Logistic regression is a method we can use to fit a regression model when the response variable is binary.
When you fit a logistic regression model in R, the coefficients in the model summary represent the average change in the log of the odds of the response variable associated with a one unit increase in each predictor variable.
However, we’re often interested in calculating the odds ratio for the predictor variables in the model instead.
To quickly calculate the odds ratios for each predictor variable in the model, you can use the following syntax:
You can also calculate a 95% confidence interval for each odds ratio by using the following syntax:
exp(cbind(Odds_Ratio = coef(model), confint(model)))
The following example shows how to use this syntax to calculate and interpret odds ratios for a logistic regression model in R.
Example: Calculating Odds Ratios in Logistic Regression Model in R
For this example, we’ll use the Default dataset from the ISLR package in R.
We can use the following code to load and view a summary of the dataset:
library(ISLR) #view first five rows of Default dataset head(Default) default student balance income 1 No No 729.5265 44361.625 2 No Yes 817.1804 12106.135 3 No No 1073.5492 31767.139 4 No No 529.2506 35704.494 5 No No 785.6559 38463.496 6 No Yes 919.5885 7491.559
This dataset contains the following information about 10,000 individuals:
- default: Indicates whether or not an individual defaulted.
- student: Indicates whether or not an individual is a student.
- balance: Average balance carried by an individual.
- income: Income of the individual.
We will use student status, bank balance, and income to build a logistic regression model that predicts the probability that a given individual defaults.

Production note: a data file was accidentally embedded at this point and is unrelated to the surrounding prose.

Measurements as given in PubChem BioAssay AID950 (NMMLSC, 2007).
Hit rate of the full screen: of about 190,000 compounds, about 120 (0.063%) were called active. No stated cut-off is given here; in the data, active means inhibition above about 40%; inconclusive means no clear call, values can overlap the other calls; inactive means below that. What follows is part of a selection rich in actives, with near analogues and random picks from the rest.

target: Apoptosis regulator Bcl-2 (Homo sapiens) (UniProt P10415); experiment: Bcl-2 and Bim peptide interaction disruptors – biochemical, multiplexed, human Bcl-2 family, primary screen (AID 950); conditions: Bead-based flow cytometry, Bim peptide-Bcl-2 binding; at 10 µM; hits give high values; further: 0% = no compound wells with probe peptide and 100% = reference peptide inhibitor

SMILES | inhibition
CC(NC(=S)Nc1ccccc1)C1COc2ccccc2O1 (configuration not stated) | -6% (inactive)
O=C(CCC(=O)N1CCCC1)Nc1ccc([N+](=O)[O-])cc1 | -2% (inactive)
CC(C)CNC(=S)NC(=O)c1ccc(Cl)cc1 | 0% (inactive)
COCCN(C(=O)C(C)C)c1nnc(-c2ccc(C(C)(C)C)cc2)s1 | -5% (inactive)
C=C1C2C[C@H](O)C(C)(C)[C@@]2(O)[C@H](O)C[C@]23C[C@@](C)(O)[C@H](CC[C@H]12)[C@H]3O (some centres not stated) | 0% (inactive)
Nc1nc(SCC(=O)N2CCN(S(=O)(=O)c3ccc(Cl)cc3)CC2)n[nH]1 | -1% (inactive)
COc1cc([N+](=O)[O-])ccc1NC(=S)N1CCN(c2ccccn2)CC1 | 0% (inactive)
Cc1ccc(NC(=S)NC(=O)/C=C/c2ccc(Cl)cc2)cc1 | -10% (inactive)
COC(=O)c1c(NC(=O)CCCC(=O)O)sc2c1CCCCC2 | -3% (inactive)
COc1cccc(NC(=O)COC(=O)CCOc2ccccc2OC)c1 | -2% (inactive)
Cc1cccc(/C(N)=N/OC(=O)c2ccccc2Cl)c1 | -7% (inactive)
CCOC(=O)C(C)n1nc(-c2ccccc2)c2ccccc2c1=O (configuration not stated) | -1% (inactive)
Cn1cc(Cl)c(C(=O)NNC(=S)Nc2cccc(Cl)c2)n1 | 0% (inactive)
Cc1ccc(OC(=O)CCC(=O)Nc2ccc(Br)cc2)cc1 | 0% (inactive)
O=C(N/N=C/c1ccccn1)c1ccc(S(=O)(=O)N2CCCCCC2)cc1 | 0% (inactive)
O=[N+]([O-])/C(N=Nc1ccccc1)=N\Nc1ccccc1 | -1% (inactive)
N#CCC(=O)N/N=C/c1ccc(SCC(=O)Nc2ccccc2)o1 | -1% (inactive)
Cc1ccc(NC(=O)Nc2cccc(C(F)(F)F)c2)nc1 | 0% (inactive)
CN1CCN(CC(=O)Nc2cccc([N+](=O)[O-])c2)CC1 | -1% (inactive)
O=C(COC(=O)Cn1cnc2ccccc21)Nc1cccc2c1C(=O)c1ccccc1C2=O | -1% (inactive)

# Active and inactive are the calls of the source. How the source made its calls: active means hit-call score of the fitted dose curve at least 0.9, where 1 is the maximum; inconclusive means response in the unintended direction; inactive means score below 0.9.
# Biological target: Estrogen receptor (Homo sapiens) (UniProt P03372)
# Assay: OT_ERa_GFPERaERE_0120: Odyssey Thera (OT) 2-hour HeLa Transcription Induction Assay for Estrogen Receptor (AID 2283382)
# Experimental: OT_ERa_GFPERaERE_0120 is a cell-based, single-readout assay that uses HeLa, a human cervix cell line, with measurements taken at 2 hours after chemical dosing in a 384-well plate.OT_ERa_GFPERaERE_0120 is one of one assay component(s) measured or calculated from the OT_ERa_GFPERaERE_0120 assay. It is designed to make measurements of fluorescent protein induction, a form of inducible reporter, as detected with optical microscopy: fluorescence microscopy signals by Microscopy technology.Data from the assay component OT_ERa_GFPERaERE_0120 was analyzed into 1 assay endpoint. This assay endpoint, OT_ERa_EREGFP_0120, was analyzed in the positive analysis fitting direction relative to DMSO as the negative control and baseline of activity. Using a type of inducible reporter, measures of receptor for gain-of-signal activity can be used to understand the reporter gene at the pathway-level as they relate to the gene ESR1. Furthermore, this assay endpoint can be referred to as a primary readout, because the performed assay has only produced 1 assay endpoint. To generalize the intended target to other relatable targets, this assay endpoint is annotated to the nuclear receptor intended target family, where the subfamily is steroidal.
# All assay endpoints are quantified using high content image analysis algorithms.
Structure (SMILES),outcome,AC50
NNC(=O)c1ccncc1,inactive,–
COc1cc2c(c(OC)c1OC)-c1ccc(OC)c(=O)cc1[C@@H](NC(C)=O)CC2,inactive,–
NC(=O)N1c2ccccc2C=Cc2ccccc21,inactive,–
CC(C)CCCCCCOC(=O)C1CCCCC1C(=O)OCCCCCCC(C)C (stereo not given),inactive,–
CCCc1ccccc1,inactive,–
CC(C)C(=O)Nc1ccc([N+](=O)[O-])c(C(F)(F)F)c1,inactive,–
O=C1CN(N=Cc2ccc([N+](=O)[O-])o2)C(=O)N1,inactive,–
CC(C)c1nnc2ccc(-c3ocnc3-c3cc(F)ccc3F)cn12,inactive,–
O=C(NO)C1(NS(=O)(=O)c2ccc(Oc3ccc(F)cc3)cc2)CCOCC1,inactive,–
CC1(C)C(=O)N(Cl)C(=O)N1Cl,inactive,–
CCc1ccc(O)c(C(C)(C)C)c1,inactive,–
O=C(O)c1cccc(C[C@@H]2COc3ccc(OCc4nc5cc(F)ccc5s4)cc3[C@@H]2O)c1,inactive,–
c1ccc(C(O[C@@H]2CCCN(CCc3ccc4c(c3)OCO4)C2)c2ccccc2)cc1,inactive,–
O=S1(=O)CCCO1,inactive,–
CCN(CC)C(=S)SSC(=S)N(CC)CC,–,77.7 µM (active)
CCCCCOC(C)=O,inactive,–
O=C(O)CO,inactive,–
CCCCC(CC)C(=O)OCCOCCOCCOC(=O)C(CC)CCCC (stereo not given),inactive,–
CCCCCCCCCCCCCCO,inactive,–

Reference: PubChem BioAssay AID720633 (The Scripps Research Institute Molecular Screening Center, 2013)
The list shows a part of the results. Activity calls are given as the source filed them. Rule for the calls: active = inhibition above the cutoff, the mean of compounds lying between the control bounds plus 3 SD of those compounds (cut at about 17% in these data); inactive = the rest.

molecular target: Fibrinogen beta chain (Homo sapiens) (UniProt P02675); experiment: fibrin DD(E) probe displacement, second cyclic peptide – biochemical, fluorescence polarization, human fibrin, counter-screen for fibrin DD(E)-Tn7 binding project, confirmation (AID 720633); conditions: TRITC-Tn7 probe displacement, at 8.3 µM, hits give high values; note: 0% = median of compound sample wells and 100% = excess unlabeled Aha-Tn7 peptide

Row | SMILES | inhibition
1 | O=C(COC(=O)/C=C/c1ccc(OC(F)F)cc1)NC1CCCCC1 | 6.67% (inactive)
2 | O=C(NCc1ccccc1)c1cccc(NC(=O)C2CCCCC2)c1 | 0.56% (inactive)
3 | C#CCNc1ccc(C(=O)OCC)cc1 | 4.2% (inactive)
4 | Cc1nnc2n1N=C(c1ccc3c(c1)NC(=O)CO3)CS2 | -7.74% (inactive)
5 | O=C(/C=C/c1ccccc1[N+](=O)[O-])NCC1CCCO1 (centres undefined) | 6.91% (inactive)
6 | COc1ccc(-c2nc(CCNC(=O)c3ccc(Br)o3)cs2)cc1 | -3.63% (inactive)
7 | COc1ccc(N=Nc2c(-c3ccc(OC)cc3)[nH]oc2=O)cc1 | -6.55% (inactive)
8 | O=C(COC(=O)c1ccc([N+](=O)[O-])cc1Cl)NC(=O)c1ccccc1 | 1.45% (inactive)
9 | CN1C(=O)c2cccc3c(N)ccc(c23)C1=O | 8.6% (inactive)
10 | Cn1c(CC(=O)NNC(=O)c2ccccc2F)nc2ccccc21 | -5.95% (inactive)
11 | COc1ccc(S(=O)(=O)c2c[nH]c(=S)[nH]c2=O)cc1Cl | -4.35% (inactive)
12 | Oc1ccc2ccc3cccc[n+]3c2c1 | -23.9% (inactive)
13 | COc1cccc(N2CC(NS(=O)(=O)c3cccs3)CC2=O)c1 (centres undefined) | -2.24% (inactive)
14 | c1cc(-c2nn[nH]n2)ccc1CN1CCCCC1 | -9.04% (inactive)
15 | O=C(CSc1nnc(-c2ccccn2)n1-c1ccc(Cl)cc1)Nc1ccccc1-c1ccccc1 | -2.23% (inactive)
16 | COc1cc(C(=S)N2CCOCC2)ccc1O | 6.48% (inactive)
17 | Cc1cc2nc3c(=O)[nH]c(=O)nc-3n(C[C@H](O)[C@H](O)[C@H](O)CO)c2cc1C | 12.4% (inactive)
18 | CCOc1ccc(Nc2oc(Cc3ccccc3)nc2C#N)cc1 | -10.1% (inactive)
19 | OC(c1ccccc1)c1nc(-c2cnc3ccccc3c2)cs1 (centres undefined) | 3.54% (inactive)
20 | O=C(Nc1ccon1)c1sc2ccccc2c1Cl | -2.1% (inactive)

We can use the glm unction and specify family=’binomial’ so that R fits a logistic regression model to the dataset:
#fit logistic regression model model <- glm(default~student+balance+income, family='binomial', data=Default) #disable scientific notation for model summary options(scipen=999) #view model summary summary(model) Call: glm(formula = default ~ student + balance + income, family = "binomial", data = train) Deviance Residuals: Min 1Q Median 3Q Max -2.5586 -0.1353 -0.0519 -0.0177 3.7973 Coefficients: Estimate Std. Error z value Pr(>|z|) (Intercept) -11.478101194 0.623409555 -18.412 <0.0000000000000002 *** studentYes -0.493292438 0.285735949 -1.726 0.0843 . balance 0.005988059 0.000293765 20.384 <0.0000000000000002 *** income 0.000007857 0.000009965 0.788 0.4304 --- Signif. codes: 0 '***' 0.001 '**' 0.01 '*' 0.05 '.' 0.1 ' ' 1 (Dispersion parameter for binomial family taken to be 1) Null deviance: 2021.1 on 6963 degrees of freedom Residual deviance: 1065.4 on 6960 degrees of freedom AIC: 1073.4 Number of Fisher Scoring iterations: 8
The coefficients in the output indicate the average change in log odds of defaulting.
For example, a one unit increase in balance is associated with an average increase of 0.005988 in the log odds of defaulting.
To instead calculate the odds ratio for each predictor variable, we can use the following syntax:
#calculate odds ratio for each predictor variable exp(coef(model)) (Intercept) studentYes balance income 0.00001903854 0.52373166965 1.00575299051 1.00000303345
We can also calculate each odds ratio along with a 95% confidence interval for each odds ratio:
#calculate odds ratio and 95% confidence interval for each predictor variable exp(cbind(Odds_Ratio = coef(model), confint(model))) Odds_Ratio 2.5 % 97.5 % (Intercept) 0.00001903854 0.000007074481 0.0000487808 studentYes 0.52373166965 0.329882707270 0.8334223982 balance 1.00575299051 1.005308940686 1.0062238757 income 1.00000303345 0.999986952969 1.0000191246
The odds ratio for each coefficient represents the average increase in the odds of an individual defaulting, assuming all other predictor variables are held constant.
For example, the predictor variable balance has an odds ratio of 1.0057.
This means for each additional dollar in the balanced carried by an individual, the odds that the individual defaults on their loan increase by a factor of 1.0057, assuming student status and income are held constant.
We can interpret the odds ratios for the other predictor variables in a similar manner.
The following tutorials explain how to perform other common tasks in R: